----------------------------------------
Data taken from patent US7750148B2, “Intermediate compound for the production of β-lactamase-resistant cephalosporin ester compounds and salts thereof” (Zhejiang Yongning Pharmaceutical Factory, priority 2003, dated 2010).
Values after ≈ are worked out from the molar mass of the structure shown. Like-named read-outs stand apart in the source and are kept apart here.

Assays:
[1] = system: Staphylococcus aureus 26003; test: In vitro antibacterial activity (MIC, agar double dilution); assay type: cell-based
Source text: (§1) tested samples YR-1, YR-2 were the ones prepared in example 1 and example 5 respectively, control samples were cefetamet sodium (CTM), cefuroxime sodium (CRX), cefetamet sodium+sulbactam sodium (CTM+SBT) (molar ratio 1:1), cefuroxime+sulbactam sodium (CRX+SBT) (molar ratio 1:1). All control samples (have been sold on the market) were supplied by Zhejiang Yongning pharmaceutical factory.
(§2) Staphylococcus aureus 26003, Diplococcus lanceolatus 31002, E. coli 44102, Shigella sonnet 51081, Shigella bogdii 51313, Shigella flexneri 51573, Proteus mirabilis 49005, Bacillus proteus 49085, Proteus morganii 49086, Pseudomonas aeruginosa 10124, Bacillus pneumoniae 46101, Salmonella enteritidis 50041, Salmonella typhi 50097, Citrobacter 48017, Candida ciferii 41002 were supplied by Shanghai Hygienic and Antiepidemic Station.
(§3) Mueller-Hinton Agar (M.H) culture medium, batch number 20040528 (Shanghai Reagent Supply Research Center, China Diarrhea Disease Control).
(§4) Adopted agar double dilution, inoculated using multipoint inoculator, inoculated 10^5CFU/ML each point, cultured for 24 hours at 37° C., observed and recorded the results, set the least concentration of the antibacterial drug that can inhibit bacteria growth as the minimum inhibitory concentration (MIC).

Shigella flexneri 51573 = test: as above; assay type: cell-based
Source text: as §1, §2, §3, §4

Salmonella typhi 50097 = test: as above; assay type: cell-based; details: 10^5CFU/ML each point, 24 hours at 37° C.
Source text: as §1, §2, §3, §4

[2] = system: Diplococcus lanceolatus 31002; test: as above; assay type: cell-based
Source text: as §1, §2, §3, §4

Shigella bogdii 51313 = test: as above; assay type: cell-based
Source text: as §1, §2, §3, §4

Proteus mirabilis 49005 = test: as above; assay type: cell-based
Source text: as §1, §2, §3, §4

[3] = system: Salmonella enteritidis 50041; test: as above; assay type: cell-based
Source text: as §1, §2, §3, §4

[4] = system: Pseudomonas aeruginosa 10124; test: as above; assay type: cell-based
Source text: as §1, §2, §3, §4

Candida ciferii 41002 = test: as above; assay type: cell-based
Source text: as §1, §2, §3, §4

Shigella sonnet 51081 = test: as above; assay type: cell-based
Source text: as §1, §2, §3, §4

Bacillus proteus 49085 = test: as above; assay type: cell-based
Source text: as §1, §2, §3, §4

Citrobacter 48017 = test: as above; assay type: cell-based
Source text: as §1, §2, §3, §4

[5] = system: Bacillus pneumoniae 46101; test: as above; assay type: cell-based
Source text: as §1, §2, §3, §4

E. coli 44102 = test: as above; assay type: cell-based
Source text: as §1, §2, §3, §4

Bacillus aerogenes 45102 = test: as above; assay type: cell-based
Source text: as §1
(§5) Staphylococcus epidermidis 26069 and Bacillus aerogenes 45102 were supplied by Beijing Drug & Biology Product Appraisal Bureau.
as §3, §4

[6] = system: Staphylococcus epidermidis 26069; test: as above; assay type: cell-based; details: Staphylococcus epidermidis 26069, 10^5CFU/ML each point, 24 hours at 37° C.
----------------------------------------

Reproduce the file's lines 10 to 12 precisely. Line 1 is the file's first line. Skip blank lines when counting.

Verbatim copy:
Source text: as §1, §2, §3, §4

Salmonella typhi 50097 = test: as above; assay type: cell-based; details: 10^5CFU/ML each point, 24 hours at 37° C.
Source text: as §1, §2, §3, §4